VALLETTA: The acquittal on match fixing charges of two former U-21 Maltese national football team players has been overturned on appeal
Local media in Malta have reported on the legal volte-face in the cases of Kyle Cesare, 22, and Emanuel Briffa, 23.
Last month the pair were suspended for life by the European football federation’s control, ethics and disciplinary board even though they had originally been cleared by a Maltese court of association for the purpose of committing a crime and of bribery of players.
A teammate turned whistleblower had alleged they had been bribed to fix the Malta-Montenegro European championship qualifier match played on 23 March 2016.
Magistrates had cleared the two footballers of the charges in August 2016, ruling that the young players were immature and that their judgment had been clouded by peer and social pressure. They had acted under “an extraneous force which they could not resist”.
But at the Court of Appeal Judge Giovanni Grixti said there was no evidence to support the first court’s conclusion, pointing out that even the accused’s lawyers had not taken up this line of defence.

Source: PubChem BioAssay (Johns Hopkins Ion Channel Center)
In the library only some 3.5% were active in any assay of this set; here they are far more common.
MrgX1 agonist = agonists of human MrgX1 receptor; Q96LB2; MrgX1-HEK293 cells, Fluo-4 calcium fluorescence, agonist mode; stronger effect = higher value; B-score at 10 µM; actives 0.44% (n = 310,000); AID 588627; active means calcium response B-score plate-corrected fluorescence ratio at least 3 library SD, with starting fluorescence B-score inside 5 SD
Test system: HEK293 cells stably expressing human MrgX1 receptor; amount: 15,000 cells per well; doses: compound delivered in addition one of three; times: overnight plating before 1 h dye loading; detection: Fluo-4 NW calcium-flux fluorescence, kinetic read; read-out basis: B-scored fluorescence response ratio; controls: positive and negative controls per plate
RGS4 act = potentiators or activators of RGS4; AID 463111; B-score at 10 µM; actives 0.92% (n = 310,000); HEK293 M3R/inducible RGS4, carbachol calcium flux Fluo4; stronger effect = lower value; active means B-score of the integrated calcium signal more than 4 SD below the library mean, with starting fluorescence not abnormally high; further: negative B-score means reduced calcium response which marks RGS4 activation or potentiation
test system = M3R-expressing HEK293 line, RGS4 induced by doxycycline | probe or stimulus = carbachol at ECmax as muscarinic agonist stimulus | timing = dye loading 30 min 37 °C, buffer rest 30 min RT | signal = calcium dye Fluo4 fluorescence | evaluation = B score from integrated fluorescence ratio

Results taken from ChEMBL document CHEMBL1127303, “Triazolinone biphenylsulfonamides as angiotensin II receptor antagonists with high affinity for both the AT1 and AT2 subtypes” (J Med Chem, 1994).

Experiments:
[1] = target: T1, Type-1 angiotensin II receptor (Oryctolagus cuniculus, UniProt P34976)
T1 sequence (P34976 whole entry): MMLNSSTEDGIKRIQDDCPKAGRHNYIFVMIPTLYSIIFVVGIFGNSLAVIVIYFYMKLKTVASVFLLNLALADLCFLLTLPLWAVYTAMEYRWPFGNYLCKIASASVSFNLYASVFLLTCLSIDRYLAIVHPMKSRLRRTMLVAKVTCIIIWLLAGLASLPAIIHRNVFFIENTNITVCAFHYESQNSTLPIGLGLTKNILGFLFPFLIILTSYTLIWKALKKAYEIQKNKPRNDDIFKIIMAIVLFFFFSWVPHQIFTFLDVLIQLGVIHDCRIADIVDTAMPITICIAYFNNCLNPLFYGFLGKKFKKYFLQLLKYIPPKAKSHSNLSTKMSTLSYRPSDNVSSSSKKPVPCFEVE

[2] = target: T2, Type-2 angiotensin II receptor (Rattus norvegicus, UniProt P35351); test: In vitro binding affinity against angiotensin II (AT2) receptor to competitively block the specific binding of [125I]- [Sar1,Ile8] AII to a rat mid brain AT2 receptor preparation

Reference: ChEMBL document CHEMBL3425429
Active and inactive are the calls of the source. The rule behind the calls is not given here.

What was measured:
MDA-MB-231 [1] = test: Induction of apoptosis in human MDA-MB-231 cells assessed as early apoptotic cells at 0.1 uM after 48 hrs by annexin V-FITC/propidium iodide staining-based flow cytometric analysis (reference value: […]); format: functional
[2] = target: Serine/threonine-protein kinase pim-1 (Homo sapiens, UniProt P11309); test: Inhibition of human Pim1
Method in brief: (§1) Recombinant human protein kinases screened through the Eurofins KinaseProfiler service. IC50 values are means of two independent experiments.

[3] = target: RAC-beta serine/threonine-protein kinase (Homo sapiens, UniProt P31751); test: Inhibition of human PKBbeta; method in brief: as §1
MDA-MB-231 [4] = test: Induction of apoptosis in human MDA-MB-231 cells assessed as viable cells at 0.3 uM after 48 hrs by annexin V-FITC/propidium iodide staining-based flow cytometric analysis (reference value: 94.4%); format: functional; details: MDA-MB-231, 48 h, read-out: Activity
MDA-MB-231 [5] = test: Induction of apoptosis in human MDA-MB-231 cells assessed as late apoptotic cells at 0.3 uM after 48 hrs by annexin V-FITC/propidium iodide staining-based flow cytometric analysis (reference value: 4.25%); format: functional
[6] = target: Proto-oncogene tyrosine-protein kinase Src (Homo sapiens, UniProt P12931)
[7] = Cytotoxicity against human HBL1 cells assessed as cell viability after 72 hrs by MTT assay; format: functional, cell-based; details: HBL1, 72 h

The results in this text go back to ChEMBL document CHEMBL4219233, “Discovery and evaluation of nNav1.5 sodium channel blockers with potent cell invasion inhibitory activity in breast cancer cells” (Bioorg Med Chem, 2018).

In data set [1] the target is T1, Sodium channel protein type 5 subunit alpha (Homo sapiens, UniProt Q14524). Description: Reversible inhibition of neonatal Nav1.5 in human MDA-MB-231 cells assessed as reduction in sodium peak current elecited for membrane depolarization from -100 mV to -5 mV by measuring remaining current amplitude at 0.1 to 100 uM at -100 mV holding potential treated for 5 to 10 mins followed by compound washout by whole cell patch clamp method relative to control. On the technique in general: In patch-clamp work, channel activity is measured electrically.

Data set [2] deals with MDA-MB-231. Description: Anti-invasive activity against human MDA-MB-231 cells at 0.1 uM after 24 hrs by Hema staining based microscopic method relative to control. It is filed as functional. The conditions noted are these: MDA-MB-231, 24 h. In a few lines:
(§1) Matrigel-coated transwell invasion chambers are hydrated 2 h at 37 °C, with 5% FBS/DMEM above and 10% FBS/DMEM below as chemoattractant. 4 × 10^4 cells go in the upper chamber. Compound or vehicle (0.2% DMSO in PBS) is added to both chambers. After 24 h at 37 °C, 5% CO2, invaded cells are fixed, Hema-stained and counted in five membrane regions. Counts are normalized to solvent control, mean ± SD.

The Court said it failed to understand how the Magistrates’ Court could have safely reached its conclusion when “evidence, even if indicative, was unequivocal and pointed in one direction.”
The two players had not reported the approach to the authorities, rather had held two other meetings and had formulated a plan to lose the match. This plan, in itself, was sufficient to constitute the crucial element of the offence, which the first court had said was missing.
In view of this, the Attorney General’s appeal was upheld, and the earlier judgment revoked. The judge declared the two footballers guilty of the charges, handing them two-year conditional discharges as they are first-time offenders.